Emerging Cognitive Intervention Technologies to Meet the Needs of an Aging Population: A Systematic Review

Fady Alnajjar, Sumayya Khalid, Alistair A. Vogan, Shingo Shimoda, Rui Nouchi, Ryuta Kawashima

Research output: Contribution to journalReview article

Abstract

Background: Cognitive training helps to promote healthy aging and ease activities of daily living for older adults. Recently, experiments have been conducted using robots to perform this cognitive training. Methods: A review was conducted to examine the effects of computer-based cognitive interventions for older adults who were either healthy or experiencing mild cognitive impairment (MCI). A second study also examined the evolution of socially assistive robots (SAR) and their effectiveness at administering cognitive training for older adults. Results: Eighty-one studies published between 2009 and 2019 were identified for review, 56 of which focused on computerized cognitive training (CCT) while 25 examined the use of robotics. Twenty-four of the 56 CCT studies met the inclusion criteria. These were further classified into two groups: studies which used self-designed programs, and studies using commercially available ones. Of the 25 studies examining the use of robotics in cognitive intervention 7 met the inclusion criteria. Review shows that CCT improves cognitive function but that robots are more effective tools for improving cognition. Conclusion: It can be concluded that CCT is beneficial for older adults and though there are drawbacks to this approach they are overcome by the introduction of robots into the training process. Culture, language, and socio-economic considerations vis-a-vis robot design and training methodology should be included in future research.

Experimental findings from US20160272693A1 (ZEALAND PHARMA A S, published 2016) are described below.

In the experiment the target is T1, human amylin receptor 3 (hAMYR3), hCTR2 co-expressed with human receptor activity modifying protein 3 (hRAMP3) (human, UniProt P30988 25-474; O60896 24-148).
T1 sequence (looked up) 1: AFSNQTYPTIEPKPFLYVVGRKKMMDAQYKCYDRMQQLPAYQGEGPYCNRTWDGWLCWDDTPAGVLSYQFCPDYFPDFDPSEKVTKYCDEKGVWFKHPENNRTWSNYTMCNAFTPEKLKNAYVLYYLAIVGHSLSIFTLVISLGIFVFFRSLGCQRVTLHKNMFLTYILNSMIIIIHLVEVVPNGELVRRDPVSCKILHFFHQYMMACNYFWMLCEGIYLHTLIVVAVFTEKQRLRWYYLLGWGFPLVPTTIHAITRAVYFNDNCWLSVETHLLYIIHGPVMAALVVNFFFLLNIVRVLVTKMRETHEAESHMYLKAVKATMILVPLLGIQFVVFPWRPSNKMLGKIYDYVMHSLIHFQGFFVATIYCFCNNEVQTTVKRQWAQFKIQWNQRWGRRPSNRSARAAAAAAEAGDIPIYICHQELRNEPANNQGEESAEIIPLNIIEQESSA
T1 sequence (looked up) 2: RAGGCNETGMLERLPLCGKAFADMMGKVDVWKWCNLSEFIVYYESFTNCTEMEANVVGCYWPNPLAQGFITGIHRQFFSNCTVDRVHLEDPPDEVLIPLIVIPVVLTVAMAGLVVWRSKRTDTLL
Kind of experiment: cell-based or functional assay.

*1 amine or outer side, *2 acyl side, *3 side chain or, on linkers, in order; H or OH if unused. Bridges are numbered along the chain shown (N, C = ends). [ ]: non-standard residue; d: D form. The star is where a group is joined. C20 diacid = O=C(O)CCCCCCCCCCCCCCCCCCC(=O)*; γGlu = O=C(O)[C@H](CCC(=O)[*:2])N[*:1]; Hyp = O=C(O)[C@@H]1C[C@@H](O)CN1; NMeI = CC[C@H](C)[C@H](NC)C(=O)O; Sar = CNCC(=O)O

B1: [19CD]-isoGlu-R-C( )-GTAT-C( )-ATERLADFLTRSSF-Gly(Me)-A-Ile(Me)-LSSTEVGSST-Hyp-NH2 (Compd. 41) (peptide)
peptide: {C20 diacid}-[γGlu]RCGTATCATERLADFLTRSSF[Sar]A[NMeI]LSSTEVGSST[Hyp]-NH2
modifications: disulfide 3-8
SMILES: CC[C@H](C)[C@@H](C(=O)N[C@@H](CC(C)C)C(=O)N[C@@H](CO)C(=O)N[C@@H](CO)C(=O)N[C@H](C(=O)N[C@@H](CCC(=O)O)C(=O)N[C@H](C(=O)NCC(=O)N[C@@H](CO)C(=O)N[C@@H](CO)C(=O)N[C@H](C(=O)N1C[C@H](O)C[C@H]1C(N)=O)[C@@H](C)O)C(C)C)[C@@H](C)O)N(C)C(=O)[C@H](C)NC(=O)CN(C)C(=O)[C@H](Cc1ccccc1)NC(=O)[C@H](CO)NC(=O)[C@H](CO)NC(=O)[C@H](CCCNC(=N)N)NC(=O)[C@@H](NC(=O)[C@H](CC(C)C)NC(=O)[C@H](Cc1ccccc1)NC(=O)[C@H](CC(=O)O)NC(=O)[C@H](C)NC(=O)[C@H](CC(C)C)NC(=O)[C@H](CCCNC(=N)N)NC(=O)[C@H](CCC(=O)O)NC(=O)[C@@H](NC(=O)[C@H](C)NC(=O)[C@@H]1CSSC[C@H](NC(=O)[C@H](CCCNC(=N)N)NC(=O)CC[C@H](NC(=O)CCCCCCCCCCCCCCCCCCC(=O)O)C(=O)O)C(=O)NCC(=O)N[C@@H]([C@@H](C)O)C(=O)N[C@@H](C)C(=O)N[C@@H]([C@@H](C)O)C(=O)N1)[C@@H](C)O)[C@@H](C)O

Original languageEnglish
Article number291
JournalFrontiers in Aging Neuroscience
Volume11
DOIs
Publication statusPublished - 2019 Oct 24

Keywords

  • cognitive impairment
  • cognitive training
  • computerized cognitive training
  • robotics for elderly
  • socially assistive robots

ASJC Scopus subject areas

  • Ageing
  • Cognitive Neuroscience

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